The vote was 344-81 to pass the National Defense Authorization Act (NDAA), which sets military policy and authorizes up to $696 billion in spending for the Department of Defense.
But the measure faces more hurdles before it can become law, notably because it would increase military spending beyond last year's $619 billion bill, which is barred by the 2011 Budget Control Act's caps on government spending.
Trump wants to pay for a military spending increase by slashing nondefense spending. His fellow Republicans control majorities in both the House and Senate, but they will need support from Senate Democrats, who have resisted such a budget shift, for Trump's plans to go into effect.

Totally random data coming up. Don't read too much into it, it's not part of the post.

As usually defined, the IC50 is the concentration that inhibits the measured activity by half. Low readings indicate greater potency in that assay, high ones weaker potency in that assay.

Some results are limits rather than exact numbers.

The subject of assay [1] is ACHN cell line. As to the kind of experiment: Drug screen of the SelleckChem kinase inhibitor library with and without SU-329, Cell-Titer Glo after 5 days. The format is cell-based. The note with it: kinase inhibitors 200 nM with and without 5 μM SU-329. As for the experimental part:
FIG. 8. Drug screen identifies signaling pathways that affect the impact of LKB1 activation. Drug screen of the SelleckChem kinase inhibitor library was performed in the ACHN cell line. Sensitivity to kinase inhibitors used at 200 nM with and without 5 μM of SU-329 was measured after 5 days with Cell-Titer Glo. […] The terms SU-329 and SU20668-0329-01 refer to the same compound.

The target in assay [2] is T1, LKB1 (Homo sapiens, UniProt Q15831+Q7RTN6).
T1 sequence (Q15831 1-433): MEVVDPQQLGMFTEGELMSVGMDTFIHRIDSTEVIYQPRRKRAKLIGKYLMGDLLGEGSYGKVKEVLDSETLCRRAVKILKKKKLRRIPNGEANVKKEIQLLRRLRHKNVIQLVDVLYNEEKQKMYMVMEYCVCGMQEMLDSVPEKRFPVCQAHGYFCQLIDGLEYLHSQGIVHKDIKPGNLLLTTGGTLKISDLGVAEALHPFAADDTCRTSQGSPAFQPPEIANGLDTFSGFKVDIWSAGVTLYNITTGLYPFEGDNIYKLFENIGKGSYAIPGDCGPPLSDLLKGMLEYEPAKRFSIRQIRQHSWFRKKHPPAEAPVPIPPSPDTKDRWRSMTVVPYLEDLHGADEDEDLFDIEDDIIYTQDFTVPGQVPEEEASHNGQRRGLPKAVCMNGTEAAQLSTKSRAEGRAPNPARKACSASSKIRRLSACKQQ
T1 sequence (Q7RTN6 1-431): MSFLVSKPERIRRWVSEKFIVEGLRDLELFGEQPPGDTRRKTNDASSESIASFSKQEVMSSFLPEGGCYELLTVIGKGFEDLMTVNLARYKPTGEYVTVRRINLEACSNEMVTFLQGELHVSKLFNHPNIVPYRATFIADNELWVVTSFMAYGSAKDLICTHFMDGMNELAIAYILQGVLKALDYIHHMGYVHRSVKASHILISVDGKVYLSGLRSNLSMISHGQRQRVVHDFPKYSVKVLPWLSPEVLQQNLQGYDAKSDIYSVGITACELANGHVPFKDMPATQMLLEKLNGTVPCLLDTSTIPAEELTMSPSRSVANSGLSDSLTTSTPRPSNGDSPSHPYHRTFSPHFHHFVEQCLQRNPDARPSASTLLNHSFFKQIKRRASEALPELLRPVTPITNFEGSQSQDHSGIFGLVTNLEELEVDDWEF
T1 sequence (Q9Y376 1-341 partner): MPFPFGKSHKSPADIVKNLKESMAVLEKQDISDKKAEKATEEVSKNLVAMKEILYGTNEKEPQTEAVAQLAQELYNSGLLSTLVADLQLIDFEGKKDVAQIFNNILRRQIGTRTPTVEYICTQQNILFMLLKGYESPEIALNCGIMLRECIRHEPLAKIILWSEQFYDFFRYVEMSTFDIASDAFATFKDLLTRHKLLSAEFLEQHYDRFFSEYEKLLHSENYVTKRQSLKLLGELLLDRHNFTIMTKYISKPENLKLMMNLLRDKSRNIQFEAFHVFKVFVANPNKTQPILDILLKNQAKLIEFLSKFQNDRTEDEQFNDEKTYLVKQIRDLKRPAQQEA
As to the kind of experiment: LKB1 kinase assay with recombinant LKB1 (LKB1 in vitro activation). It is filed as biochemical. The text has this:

The House NDAA also increases spending on missile defense by 25 percent and provides a 2.4 percent salary increase for U.S. troops, their largest pay raise in eight years.
The Senate will vote on its version of the NDAA later this year, and the two versions must be reconciled before the measure can be sent to the White House for Trump to sign into law or veto.
During debate on amendments to the NDAA this week, the House rejected a Republican-sponsored amendment that would have ended the Pentagon's policy of providing gender-reassignment surgery and other therapy for active-duty transgender service members.
It also defeated a proposed Republican amendment that would have prevented the Pentagon from implementing climate-change and green energy policies.